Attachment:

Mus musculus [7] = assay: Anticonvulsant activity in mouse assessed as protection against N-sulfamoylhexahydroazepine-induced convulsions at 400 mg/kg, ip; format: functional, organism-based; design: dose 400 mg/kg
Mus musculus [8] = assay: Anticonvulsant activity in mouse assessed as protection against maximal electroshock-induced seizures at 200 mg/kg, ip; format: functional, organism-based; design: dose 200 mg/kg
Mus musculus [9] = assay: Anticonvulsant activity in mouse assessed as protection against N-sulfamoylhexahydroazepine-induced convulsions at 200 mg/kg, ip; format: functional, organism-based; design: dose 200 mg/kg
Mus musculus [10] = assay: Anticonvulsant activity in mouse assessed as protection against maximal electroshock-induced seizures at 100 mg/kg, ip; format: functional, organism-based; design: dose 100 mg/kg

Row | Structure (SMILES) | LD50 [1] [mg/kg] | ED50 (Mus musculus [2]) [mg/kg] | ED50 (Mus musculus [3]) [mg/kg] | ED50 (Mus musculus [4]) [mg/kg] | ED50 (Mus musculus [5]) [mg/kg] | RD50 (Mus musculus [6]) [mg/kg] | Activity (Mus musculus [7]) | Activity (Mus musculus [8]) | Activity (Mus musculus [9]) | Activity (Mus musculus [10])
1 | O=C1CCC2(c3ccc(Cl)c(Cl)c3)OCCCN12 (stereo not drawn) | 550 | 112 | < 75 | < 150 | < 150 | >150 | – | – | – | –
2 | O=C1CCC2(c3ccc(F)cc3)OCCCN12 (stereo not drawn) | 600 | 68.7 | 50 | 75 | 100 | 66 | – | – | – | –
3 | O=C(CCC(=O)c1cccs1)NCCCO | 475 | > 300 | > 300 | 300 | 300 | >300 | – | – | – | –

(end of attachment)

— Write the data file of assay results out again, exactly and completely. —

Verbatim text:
Mus musculus [7] = assay: Anticonvulsant activity in mouse assessed as protection against N-sulfamoylhexahydroazepine-induced convulsions at 400 mg/kg, ip; format: functional, organism-based; design: dose 400 mg/kg
Mus musculus [8] = assay: Anticonvulsant activity in mouse assessed as protection against maximal electroshock-induced seizures at 200 mg/kg, ip; format: functional, organism-based; design: dose 200 mg/kg
Mus musculus [9] = assay: Anticonvulsant activity in mouse assessed as protection against N-sulfamoylhexahydroazepine-induced convulsions at 200 mg/kg, ip; format: functional, organism-based; design: dose 200 mg/kg
Mus musculus [10] = assay: Anticonvulsant activity in mouse assessed as protection against maximal electroshock-induced seizures at 100 mg/kg, ip; format: functional, organism-based; design: dose 100 mg/kg

Row | Structure (SMILES) | LD50 [1] [mg/kg] | ED50 (Mus musculus [2]) [mg/kg] | ED50 (Mus musculus [3]) [mg/kg] | ED50 (Mus musculus [4]) [mg/kg] | ED50 (Mus musculus [5]) [mg/kg] | RD50 (Mus musculus [6]) [mg/kg] | Activity (Mus musculus [7]) | Activity (Mus musculus [8]) | Activity (Mus musculus [9]) | Activity (Mus musculus [10])
1 | O=C1CCC2(c3ccc(Cl)c(Cl)c3)OCCCN12 (stereo not drawn) | 550 | 112 | < 75 | < 150 | < 150 | >150 | – | – | – | –
2 | O=C1CCC2(c3ccc(F)cc3)OCCCN12 (stereo not drawn) | 600 | 68.7 | 50 | 75 | 100 | 66 | – | – | – | –
3 | O=C(CCC(=O)c1cccs1)NCCCO | 475 | > 300 | > 300 | 300 | 300 | >300 | – | – | – | –